Growing and producing different foods uses resources directly at the farming and agricultural stage, as well as wasting these resources when food is uneaten, thrown out or generally not used/consumed at the consumer stage.
In this guide, we outline the foods that waste the most resources via consumer level food waste – resources such as cropland, irrigated water, pesticides and fertilizers.
This guide is based on a 2018 study (it has been broken down and paraphrased here), which you can view in full here (journals.plos.org).
This study is based on US numbers and data.
Summary – Foods That Waste The Most Resources
Uneaten food or food thrown out at the consumer level indirectly wastes resources (cropland, fertilizers, pesticides, and irrigation water) that are used during food production/agriculture
There’s generally two types of food diets that were assessed for this study – a more healthier diet composed mostly of plant based foods like vegetables and fruits, and a more “Western diet”, characterized by high intake of refined carbohydrates, added sugar, sodium, and animal products (and low intake of fruits, vegetables, and whole grains)
Higher quality diets (that are more plant based) were associated with greater amounts of food waste at the consumer level, and also greater amounts of wasted irrigation water and wasted pesticide chemicals at the production level
A more Western diet heavier in animal products was associated with more cropland waste and more fertilizer waste (nitrogen, phosphorus and potash fertiliser applied to animal feed) at the production level
Food waste numbers for the study were – Fruits and vegetables and mixed fruit and vegetable dishes accounted for 39% of food waste, followed by dairy (17%), meat and mixed meat dishes (14%), and grains and grain mixed dishes (12%).
Remaining foods and dishes each accounted for less than 10% of total food waste: other foods and dishes (mostly candy, soft drinks, and other beverages), salty snacks, soup, potatoes and mixed potato dishes, nuts and seeds, Mexican dishes, eggs and mixed egg dishes, and table oils and salad dressing.
Wasted foods may also have an environmental impact, with methane gas from rotting/decomposing food in landfills being just one one example, and plastic packaging waste being another. Some sources also indicate that food waste contributes to 300 million barrels of waste oil every year too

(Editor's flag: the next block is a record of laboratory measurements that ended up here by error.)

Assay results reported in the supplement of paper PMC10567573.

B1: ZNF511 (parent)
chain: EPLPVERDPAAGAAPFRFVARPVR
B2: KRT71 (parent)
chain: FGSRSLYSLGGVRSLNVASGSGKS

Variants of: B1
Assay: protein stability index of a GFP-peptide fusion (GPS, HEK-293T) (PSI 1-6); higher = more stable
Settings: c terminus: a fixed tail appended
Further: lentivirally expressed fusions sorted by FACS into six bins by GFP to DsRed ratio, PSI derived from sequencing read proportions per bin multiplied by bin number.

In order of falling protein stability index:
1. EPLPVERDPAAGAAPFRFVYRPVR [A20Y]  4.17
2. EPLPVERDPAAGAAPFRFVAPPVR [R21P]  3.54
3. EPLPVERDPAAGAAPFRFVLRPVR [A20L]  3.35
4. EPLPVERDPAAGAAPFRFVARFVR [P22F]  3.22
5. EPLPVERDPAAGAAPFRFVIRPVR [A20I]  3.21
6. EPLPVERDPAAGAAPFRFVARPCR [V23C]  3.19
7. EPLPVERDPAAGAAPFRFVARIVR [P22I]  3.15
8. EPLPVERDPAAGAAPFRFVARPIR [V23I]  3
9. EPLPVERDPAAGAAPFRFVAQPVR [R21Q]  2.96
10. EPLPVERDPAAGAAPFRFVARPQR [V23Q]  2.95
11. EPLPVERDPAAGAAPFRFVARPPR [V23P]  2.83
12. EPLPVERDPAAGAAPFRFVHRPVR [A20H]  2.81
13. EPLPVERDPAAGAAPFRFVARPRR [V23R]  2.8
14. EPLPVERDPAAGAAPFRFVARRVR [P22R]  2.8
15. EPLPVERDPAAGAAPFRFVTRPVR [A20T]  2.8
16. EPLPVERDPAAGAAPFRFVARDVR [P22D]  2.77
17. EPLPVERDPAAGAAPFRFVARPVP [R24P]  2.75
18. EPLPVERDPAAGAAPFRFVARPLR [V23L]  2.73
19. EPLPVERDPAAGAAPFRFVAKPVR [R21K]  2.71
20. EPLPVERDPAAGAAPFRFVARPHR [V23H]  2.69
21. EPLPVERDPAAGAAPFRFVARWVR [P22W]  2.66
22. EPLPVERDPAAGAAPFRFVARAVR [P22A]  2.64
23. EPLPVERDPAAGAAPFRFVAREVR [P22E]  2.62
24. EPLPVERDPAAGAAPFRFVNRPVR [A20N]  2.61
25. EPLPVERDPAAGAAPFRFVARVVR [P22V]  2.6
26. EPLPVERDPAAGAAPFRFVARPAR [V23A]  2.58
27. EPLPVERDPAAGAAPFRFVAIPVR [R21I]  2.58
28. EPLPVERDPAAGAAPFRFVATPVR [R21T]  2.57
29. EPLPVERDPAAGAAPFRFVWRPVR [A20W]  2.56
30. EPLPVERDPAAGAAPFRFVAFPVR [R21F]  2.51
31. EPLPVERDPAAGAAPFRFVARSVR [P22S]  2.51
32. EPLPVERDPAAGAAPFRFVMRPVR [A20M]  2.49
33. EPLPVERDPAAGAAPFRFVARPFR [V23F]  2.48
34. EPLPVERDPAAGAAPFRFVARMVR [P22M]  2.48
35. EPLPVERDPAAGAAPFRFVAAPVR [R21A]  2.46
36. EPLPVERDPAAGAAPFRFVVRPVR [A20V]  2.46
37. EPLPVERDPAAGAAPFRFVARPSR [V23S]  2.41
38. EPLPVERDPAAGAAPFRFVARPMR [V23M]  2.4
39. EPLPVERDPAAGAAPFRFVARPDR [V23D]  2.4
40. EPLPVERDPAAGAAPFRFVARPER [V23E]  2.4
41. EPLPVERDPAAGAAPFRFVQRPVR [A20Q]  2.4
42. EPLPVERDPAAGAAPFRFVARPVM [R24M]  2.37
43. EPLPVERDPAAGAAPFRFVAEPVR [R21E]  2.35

Animal product foods waste the most cropland.
A lot of this is due to the land required to grow feed such as hay for livestock.
Cropland is different to grazing land – cropland is more fertile for growing fruits and vegetables, and less abundant than grazing or pastureland.
Some numbers on wasted cropland are:
Annually, wasted food was grown on the equivalent of over 30 million acres of cropland, representing 7.7% of all harvested cropland in the US.
Hay (8.9 million acres) and feed grains and oilseeds (7.7 million acres) accounted for over half (56%) of all cropland used to produce wasted food.
Over 60% of land used to grow fruit was wasted, followed by vegetables (56%), and sweeteners (30%).
Cropland categories with the lowest proportion of waste were nuts (2.3%) and legumes (2.5%).
Wasted Irrigated Water
Healthier plant based food like fruits and vegetables waste the most irrigated water.
Wasting irrigated water is more of a sustainability issue because it involves wasting freshwater reserves – especially when it comes from slow-to-recharge ground water resources that can be easily depleted.
Rain fed crops and food might be less of a sustainability issue.
Some number on wasted irrigated water are:
Nearly 4.2 trillion gallons of irrigation water were applied to cropland that was used to produce uneaten food.
The majority of wasted irrigation water was applied to cropland used to produce fruits (1.3 trillion gallons), vegetables (1.05 trillion gallons), and hay (1.01 trillion gallons).
Production of fruits and vegetables wasted in high proportions [and they are compared to other food types at the consumer level] carries environmental burdens … particularly due to relatively high rates of pesticide use and irrigation [at the production level].
Higher quality diets contained greater amounts of fruits and vegetables … [and they] have higher agricultural input needs (per unit of land area) than most other crops
Pesticides can cause all sorts of environmental, wildlife and humans issues during and after application.
Healthier plant based diets are more responsible for wasted pesticides.
Some number on wasted pesticides are:
Nearly 780 million pounds (759–797 million pounds) of pesticides were applied to wasted cropland, mostly to cropland used to produce fruit (337 million pounds), feed grains and oilseeds (158 million pounds), and vegetables (133 million pounds).
Fertilizers are also responsible for environmental and wildlife issues.
They can leach into soil, water and even cause different air pollution issues.
Feed and grains grown for livestock is mostly responsible for wasted fertilizer.
Some number on wasted fertilizers are:
Approximately 1.8 billion pounds of nitrogen fertilizer, 1.5 billion pounds of phosphorus fertilizer, and 2.3 billion pounds of potash fertilizer were applied to wasted cropland, largely attributable to cropland used to produce feed grains and oilseeds and hay.
1. Conrad, Z., Niles, M.T., Neher, D.A., Roy, E.D., Tichenor, N.E. and Jahns, L., 2018. Relationship between food waste, diet quality, and environmental sustainability. PloS one, 13(4), p.e0195405. – https://journals.plos.org/plosone/article?id=10.1371/journal.pone.0195405